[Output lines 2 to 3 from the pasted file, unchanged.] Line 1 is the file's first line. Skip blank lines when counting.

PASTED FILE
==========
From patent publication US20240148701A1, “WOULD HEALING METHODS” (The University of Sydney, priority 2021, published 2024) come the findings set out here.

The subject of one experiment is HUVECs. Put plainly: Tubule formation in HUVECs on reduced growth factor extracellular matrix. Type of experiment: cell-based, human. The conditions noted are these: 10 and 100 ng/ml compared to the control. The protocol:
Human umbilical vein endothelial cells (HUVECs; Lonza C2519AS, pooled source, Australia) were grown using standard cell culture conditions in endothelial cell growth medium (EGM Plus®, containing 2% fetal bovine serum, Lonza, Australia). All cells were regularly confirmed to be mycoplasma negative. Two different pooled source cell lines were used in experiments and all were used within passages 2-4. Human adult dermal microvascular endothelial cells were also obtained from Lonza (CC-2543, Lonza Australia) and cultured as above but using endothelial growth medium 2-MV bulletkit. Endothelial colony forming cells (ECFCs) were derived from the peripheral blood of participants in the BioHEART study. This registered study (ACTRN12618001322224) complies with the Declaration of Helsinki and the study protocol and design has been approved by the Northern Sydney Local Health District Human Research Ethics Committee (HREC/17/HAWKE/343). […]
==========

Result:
The subject of one experiment is HUVECs. Put plainly: Tubule formation in HUVECs on reduced growth factor extracellular matrix. Type of experiment: cell-based, human. The conditions noted are these: 10 and 100 ng/ml compared to the control. The protocol:
Human umbilical vein endothelial cells (HUVECs; Lonza C2519AS, pooled source, Australia) were grown using standard cell culture conditions in endothelial cell growth medium (EGM Plus®, containing 2% fetal bovine serum, Lonza, Australia). All cells were regularly confirmed to be mycoplasma negative. Two different pooled source cell lines were used in experiments and all were used within passages 2-4. Human adult dermal microvascular endothelial cells were also obtained from Lonza (CC-2543, Lonza Australia) and cultured as above but using endothelial growth medium 2-MV bulletkit. Endothelial colony forming cells (ECFCs) were derived from the peripheral blood of participants in the BioHEART study. This registered study (ACTRN12618001322224) complies with the Declaration of Helsinki and the study protocol and design has been approved by the Northern Sydney Local Health District Human Research Ethics Committee (HREC/17/HAWKE/343). […]